The Nutcracker Education Packet Here!
The Nutcracker, choreographed by Marius Petipa, was first
performed in St. Petersburg, Russia in 1892. It was not well
received by audiences or by critics; therefore, it was considered
a failure. In 1944, Director of the San Francisco Ballet William
Christensen wanted to introduce Americans to the classics, so
he presented the full-length Nutcracker in the United States.
However, it was not until 1954 that The Nutcracker became
popular. That’s when the New York City Ballet first performed
the ballet under the direction of George Balanchine. Many
versions of The Nutcracker performed in America are based on
George Balanchine’s version of the ballet. Today, ballet
companies perform, The Nutcracker, across the country during
the holiday season.
It is Christmas Eve and Councillor Von Stahlbaum, a city official, and his wife are entertaining close friends and relatives.The
Stahlbaum’s have two children, Fritz and Marie
who are joined by their many friends and
relatives. The children receive many gifts this
Christmas when another guest arrives - an
elderly man wearing a white wig and a patch
over his right eye. This is the children’s
Godfather Heir Drosselmeier.
Drosselmeier intrigues the children.
Drosselmeier is a clock maker by trade, but he
also produces wonderful mechanical toys for
the children that come to life and dance.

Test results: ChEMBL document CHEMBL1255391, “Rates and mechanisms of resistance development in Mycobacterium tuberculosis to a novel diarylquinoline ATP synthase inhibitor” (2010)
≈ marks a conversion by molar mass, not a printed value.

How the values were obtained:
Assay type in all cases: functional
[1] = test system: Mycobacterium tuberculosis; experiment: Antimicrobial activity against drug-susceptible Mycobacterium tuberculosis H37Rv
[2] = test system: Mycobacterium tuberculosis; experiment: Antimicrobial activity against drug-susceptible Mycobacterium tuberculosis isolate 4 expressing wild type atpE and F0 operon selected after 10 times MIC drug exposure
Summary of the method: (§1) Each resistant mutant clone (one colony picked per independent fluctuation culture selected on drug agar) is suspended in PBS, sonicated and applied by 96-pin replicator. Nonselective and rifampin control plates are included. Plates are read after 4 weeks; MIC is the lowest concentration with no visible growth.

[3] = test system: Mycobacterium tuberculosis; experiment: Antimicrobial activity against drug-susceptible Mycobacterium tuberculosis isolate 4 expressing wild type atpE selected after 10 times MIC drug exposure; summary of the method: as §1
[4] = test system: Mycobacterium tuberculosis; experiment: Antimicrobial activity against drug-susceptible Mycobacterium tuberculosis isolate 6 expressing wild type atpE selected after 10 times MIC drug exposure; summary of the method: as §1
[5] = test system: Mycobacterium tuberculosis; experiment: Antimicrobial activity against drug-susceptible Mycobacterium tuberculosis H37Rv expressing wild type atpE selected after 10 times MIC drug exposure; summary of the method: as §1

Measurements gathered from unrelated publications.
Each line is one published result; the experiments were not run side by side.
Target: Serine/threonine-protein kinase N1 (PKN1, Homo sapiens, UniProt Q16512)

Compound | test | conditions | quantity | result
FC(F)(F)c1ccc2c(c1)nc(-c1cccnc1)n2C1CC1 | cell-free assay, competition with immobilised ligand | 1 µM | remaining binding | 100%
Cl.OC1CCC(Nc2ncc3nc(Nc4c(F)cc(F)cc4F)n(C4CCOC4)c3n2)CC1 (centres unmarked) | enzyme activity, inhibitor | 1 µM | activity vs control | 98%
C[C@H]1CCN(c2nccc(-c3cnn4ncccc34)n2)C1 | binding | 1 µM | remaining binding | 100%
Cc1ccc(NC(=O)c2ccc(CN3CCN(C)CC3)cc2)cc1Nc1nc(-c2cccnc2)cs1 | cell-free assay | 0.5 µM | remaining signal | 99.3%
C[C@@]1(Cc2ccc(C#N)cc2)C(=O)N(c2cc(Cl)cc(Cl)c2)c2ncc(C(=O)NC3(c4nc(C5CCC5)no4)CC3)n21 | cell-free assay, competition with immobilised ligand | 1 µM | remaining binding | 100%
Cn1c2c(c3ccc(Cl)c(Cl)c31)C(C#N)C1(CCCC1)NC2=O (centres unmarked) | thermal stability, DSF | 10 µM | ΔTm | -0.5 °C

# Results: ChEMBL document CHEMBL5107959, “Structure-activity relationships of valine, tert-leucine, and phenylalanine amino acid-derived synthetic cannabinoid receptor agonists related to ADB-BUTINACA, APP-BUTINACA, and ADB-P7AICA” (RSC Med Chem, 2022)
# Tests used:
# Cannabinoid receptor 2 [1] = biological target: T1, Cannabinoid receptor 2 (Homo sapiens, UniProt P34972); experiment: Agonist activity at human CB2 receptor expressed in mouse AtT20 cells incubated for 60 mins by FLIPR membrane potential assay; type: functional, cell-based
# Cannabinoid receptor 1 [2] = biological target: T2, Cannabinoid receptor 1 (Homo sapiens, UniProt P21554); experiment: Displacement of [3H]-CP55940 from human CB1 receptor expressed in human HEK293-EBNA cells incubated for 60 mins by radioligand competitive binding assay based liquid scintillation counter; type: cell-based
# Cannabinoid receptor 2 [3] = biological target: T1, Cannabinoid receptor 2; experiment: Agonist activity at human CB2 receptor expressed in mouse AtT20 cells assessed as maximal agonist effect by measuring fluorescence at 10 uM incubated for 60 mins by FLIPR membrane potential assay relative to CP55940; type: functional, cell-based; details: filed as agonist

Drosselmeier gives Marie and Fritz a
Nutcracker doll and shows Marie how to use
the Nutcracker to crack nuts. Fritz is jealous
and takes the Nutcracker from Marie and
breaks the Nutcracker’s teeth when he tries
to make the doll crack a very large nut. Drosselmeier and Marie attempt to repair the Nutcracker. As the party comes to an end, the
guests dance “The Grandfather’s Dance” a
traditional German folk dance.
After everyone has left Marie returns to the living room to search for her Nutcracker and she
falls asleep on the couch. Drosselmeier
appears and as the clock strikes twelve, Marie
dreams that she sees many mice scampering
through the living room. The living room
transforms as the Christmas tree grows and
life size toy soldiers and the Nutcracker battle
the mice and Mouse King. The Nutcracker’s
army retreats and the Nutcracker is over
powered by the Mouse King. In an act of
desperation, Marie throws her slipper at the
Mouse King and the spell placed on the
Nutcracker by the Mouse King’s family is finally
broken. The Nutcracker is transformed into the
prince he once was. He leads Marie through
the Land of the Snowflakes on the way to the
Land of the Sweets.
The second Act takes place in the Land of the
Sweets at the Palace of the Sugarplum
Kingdom. The Sugarplum Fairy arrives and
introduces Marie and the Prince to her
kingdom. The Prince tells how Marie saved
him from the Mouse King. Marie and the
Prince are then entertained by a
host of dancing treats:
Spanish dancers (Chocolate)
Arabian dancers (Coffee)
Russian (Candy Canes)
Mother Ginger’s children the
a magical Waltz of the Flowers
and finally the Grand Pas de Deux of
the Sugar Plum Fairy and her Cavalier
As Act II comes to an end, so
does Marie’s dream as her
mother awakens her. But for
Marie, this was no dream at all,
it was all very real!
THE MUSIC: THE NUTCRACKER SUITE BY PETER ILYICH TCHAIKOVSKY